Divers Find Plenty Of Life On Budding Oyster Reefs
Published: May 17, 2019
There is great news from the bottom of the Severn River! Your baby oysters are alive and well on the oyster reefs that are being restored between the Rt. 50 and USNA Bridges!
The good news comes from scuba diver Audrey McDowell with the University of Maryland’s Paynter Lab. When we needed a volunteer to take a look at our oysters, Audrey instantly raised her hand and recruited her pal Joshua Dykman to help out.
Hosting the team on April 23 was Captain Chester Bartells on his 31-ft. wooden deadrise, The Virginia Rail. Serving as First Mate was Christian Bartells.
That’s Joshua, Christan, Chester and Audrey on the left.
The Bartells also served as backup divers for Audrey and Joshua, who journeyed to the bottom of the river – that’s 12 to 18 feet down where it is too dark to see.
Audrey has to feel her way along the bottom of the four reefs we visited.
Survival rates of the oyster spat-on-shell planted during last year’s Operation Build-A-Reef are doing just fine, despite some adverse conditions brought on by last year’s record rainfall.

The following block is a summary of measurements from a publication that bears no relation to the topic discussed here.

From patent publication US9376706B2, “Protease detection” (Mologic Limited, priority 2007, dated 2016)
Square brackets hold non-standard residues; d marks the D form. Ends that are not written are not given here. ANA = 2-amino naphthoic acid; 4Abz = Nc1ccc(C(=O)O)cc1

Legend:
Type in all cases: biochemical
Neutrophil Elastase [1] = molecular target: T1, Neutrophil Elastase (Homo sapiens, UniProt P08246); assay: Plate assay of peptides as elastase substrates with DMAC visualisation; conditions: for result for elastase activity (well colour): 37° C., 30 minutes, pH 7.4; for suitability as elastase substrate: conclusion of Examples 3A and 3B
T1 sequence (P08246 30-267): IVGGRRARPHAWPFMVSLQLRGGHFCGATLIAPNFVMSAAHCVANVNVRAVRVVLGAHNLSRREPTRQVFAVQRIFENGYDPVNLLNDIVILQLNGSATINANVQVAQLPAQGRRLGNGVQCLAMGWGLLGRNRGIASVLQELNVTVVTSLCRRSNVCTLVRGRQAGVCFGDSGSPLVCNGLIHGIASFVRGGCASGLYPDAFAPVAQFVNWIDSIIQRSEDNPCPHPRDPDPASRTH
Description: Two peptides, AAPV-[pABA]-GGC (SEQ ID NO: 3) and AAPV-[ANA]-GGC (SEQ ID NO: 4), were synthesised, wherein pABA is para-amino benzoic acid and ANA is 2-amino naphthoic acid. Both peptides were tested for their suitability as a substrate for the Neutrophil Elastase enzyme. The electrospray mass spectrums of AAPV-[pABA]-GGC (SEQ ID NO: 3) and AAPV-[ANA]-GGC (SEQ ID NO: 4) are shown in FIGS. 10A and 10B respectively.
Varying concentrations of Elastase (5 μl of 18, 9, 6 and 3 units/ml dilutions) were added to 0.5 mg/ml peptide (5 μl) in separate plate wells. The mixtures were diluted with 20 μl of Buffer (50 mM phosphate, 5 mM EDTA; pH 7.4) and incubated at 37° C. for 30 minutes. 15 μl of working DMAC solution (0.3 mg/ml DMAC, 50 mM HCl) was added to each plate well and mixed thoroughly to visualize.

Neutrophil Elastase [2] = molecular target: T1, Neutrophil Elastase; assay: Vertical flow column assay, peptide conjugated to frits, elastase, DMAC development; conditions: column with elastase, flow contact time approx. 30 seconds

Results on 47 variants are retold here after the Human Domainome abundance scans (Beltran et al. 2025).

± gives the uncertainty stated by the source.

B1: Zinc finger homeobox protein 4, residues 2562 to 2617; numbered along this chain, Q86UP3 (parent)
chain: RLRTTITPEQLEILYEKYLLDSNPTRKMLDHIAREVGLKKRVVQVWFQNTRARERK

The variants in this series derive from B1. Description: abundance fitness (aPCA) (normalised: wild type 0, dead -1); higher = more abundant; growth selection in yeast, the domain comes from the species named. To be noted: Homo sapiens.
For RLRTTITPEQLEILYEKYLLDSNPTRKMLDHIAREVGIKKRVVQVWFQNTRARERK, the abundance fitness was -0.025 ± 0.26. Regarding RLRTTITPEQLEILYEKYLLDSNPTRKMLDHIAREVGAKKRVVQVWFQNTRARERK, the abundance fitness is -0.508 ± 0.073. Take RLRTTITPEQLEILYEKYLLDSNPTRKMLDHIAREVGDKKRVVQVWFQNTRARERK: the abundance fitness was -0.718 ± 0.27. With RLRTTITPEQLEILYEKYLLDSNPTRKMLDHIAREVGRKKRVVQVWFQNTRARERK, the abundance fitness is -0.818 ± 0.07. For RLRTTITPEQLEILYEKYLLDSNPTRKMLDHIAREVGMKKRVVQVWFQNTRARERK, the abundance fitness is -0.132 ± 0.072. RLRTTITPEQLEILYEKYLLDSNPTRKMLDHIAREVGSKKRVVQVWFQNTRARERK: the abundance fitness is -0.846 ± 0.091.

Here are some pics of oysters sample from the Operation Build-A-Reef plantings last year:
Take note of the edges of the oyster shell, those brown circular areas are the one-year-old spat planted during the July 2018 Operation Build-A-Reef operation.
The good news is that the oysters are surviving well at the bottom of the Severn River in 12 to 18 feet of water. They are on the small side due to the low oxygen and low salinity in the Severn River from all the rain last year, but they are alive and ready to grow into mature oysters and start filtering the Severn River.
And, more good news, the oysters planted every June by our volunteer oyster growers in the Marylanders Grow Oyster (MGO) program are also thriving. Audrey brought up samples from the MGO reef that are six, seven and perhaps eight years old!
Check out these pics from the MGO reef: